5.      Suites

Sections 18/19.2.5 of the 2000 LSC requires every habitable room to have an exit access door leading directly to an exit access corridor; allows for exit access from a suite to include intervening rooms only under certain circumstances; requires suites of certain size to have two exit access doors remotely located from one another; and limits the size of sleeping room suites to 5,000 ft2.  Suites are used to create groupings of rooms and spaces that can function more efficiently than individual rooms located off of a corridor.  The specific limitations on suite size and design in the 2000 LSC limit their efficiency and the ability for facilities to accommodate suites in their building space, which results in undue burden.  In the 2006 LSC, NFPA began to include additional provisions to further accommodate the use of suites, and continue to be reflected in sections 18/19.2.5.7 of the 2012 LSC.  Accordingly, we are permitting a waiver to further accommodate the use of suites by allowing: (1) one of the required means of egress from sleeping and non-sleeping suites to be through another suite, provided adequate separation exists between suites; (2) one of the two required exit access doors from sleeping and non-sleeping suites to be into an exit stair, exit passageway, or exit door to the exterior; and (3) an increase in sleeping room suite size up to 10,000 ft2.  This waiver allowance will be permitted only if the provider/supplier is in compliance with all other applicable 2000 LSC suite provisions, as well as with sections 18/19.2.5.7 of the 2012 LSC.

6.      Extinguishing Requirements

Section 9.7.5 of the 2000 LSC requires all automatic sprinkler and standpipe systems to be inspected, tested, and maintained in accordance with the 1998 edition of NFPA 25, Standard for the Inspection, Testing, and Maintenance of Water-based Fire Protection Systems.  Sections 2-3.3 and 5-3.2 of the 1998 NFPA 25 require the quarterly testing of vane-type and pressure switch type waterflow alarm devices, and weekly testing of electric motor-driven pump assemblies.  Reducing the frequency of testing requirements will reduce cost burden.  In the 2011 NFPA 25, the NFPA began allowing for the testing of vane-type and pressure switch type waterflow alarm semiannually and electric motor-driven pump assemblies monthly.  Accordingly, we are permitting a waiver to allow for the reduction in the testing frequencies for sprinkler system vane-type and pressure switch type waterflow alarm devices to semiannual, and electric motor-driven pump assemblies to monthly.  This waiver allowance will be permitted only if the provider/supplier is in compliance with all other applicable 1998 NFPA 25 (as referenced in section 9.7.5 of the 2000 LSC) testing provisions, as well as with sections 5.3 and 8.3 of the 2011 NFPA 25.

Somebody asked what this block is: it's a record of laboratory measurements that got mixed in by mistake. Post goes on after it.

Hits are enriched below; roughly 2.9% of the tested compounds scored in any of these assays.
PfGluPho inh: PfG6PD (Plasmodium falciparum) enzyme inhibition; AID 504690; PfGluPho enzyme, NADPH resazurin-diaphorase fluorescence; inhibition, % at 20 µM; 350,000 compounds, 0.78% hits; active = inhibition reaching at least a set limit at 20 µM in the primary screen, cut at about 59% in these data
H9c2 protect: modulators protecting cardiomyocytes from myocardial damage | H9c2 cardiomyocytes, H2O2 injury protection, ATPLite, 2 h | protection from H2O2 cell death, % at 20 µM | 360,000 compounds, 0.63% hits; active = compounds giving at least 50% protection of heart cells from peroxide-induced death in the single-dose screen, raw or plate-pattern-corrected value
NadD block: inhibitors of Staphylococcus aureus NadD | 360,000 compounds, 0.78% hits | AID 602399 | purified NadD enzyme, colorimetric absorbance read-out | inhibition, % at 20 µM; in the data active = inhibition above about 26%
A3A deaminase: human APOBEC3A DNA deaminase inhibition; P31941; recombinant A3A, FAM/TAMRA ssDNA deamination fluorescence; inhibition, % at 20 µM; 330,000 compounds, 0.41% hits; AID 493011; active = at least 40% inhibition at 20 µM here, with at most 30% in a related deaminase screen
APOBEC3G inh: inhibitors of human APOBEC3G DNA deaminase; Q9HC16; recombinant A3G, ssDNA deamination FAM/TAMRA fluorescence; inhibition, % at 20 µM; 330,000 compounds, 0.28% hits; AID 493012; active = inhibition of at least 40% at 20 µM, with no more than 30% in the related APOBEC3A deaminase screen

7.      Clean Waste & Patient Record Recycling Containers

Sections 18/19.7.5.7 of the 2000 LSC limit the size of trash collection containers to 32-gallons when located outside of a hazardous storage area and not attended.  Recycling containers used for clean waste (e.g., bottles, cans, paper) pose a lower fire risk than trash containing grease, oil, or flammable liquids.  Allowing the size of container used for recycling to increase will reduce the number of trash receptacles and hazardous storage areas required, which will reduce undue cost burden.  In the 2012 LSC, the NFPA began allowing containers used solely for recycling clean waste or for patient records awaiting destruction outside a hazardous storage area to be a maximum capacity of 96-gallons.  Accordingly, we are permitting a waiver to allow the increase in size of containers used solely for recycling clean waste or for patient records awaiting destruction outside of a hazardous storage area to be a maximum of 96-gallons,but only if the provider/supplier is in compliance with sections 18/19.7.5.7.2 of the 2012 LSC.